Well, it's been over a year since I posted anything on this site. I guess in the world of interactive glasses, things fizzled out for me. I did pick up a pair of $40 "spy" glasses from Amazon to use for video recording. Surprisingly, they're working out well for recording (1080p) and I'm getting about as much useful out of them as I was from Google Glass. Funny how that works: $1500 for Google Glass and $40 for my spy glasses. Lesson learned.
On to HoloLens. I'm interested in this for a couple of reasons and turned off for a couple of more. First, it's nice to see someone else pushing forward with a wearable, useful system. Don't get me wrong, other than there being a pair of glasses that houses a computer, the two function quite differently. Google Glass was to enhance your life and be as inconspicuous as possible. Microsoft HoloLens is none of that. They're huge and bulky and ugly. The main difference is they seem to support a very specific purpose and aren't trying to be trendy or anything mainstream. Rather, they seem to be trying to be useful and innovative (not to say Google wasn't).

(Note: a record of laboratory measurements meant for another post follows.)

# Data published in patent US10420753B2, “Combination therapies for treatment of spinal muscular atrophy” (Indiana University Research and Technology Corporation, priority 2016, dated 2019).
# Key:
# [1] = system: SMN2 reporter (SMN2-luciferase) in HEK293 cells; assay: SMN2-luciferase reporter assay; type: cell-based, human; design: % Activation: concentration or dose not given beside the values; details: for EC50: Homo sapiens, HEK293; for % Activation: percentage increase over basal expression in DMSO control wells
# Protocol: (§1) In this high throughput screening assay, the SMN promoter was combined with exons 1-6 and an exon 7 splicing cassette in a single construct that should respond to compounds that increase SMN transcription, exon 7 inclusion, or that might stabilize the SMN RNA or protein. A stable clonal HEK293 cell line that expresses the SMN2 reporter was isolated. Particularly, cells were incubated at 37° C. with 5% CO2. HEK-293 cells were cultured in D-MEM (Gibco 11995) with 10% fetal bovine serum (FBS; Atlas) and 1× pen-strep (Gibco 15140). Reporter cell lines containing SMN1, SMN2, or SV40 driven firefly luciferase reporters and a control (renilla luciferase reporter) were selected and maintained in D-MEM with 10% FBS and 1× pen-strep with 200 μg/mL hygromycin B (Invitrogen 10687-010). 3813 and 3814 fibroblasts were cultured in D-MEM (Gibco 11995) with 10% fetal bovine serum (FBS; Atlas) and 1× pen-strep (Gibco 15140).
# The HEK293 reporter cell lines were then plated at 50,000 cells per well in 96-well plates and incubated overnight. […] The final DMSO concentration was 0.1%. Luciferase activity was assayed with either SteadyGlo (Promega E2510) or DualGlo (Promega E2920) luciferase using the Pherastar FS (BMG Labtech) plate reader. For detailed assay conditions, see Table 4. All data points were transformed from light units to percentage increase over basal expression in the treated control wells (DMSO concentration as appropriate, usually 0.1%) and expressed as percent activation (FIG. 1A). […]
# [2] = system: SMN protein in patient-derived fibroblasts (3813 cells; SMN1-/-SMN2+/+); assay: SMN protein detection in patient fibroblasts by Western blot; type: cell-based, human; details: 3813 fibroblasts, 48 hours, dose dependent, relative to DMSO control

Here's where I stray from my excitement: $3000 for a developer version. Whew! It took everything I could muster to convince interested parties in my life that I should spend $1500 on Glass. How in the world am I going to convince anyone that $3k is going to fly. Since Google basically said "thanks" with a book as they dropped the program, I hesitate to be another explorer or developer or whatever anyone wants to call it. I'm all for crowd sourcing and getting product out for people to see, but I feel kind of like a fool after Google refused to fix my broken glass (out of warranty) and their only solution to repair services was to "buy another one."
In the end, I'm receiving emails from Microsoft telling me about HoloLens and I'm following its emergence into the market AND I would like to get my hands on some to see how they work within education BUT fool me once . . .